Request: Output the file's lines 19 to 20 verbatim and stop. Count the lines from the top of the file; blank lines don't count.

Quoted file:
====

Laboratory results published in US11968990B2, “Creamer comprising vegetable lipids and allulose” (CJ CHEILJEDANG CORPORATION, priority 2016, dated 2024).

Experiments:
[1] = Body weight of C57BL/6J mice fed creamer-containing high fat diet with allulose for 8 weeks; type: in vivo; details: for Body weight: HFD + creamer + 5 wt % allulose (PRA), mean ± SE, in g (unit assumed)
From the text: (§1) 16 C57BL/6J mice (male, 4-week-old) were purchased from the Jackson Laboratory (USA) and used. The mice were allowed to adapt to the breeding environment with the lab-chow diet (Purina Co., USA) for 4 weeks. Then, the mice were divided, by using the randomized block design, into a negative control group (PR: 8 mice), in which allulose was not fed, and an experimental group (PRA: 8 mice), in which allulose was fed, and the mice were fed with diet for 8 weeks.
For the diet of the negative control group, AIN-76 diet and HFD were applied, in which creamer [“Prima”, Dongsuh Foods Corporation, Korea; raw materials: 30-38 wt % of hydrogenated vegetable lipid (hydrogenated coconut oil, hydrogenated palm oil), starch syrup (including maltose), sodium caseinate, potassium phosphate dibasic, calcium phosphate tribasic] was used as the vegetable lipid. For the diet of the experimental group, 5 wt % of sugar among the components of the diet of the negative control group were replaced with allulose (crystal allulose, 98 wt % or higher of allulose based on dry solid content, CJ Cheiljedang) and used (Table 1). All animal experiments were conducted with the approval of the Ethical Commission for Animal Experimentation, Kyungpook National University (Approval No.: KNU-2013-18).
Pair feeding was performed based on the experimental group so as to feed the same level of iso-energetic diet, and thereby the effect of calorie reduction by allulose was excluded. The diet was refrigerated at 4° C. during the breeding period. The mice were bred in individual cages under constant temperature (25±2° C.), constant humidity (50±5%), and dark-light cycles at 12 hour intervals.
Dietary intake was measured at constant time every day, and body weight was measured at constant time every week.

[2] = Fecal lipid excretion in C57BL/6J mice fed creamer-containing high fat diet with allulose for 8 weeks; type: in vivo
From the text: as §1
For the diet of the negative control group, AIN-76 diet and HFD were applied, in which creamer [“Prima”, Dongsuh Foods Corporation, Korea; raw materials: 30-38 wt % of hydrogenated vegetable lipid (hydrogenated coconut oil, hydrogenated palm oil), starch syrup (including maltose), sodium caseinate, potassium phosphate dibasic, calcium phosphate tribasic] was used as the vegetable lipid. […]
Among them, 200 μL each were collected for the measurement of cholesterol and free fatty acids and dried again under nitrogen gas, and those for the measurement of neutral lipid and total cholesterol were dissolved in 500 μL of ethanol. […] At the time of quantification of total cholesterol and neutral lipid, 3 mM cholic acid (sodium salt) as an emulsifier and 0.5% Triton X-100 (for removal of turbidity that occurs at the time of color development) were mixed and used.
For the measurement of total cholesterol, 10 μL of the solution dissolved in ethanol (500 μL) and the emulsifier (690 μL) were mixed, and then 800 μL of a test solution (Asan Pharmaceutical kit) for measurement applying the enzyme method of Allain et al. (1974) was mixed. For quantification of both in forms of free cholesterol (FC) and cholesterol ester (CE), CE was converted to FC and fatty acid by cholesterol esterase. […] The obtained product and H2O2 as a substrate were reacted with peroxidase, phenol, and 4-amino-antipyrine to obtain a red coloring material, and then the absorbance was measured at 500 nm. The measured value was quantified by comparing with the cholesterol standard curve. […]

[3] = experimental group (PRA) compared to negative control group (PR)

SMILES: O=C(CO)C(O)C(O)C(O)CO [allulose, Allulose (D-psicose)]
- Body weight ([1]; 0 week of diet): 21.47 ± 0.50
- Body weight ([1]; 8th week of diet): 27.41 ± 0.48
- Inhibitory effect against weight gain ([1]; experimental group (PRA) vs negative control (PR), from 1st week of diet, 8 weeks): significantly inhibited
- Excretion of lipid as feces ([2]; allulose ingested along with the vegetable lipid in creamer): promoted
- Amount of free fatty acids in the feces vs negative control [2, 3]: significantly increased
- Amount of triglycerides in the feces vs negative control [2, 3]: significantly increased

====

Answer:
- Amount of free fatty acids in the feces vs negative control [2, 3]: significantly increased
- Amount of triglycerides in the feces vs negative control [2, 3]: significantly increased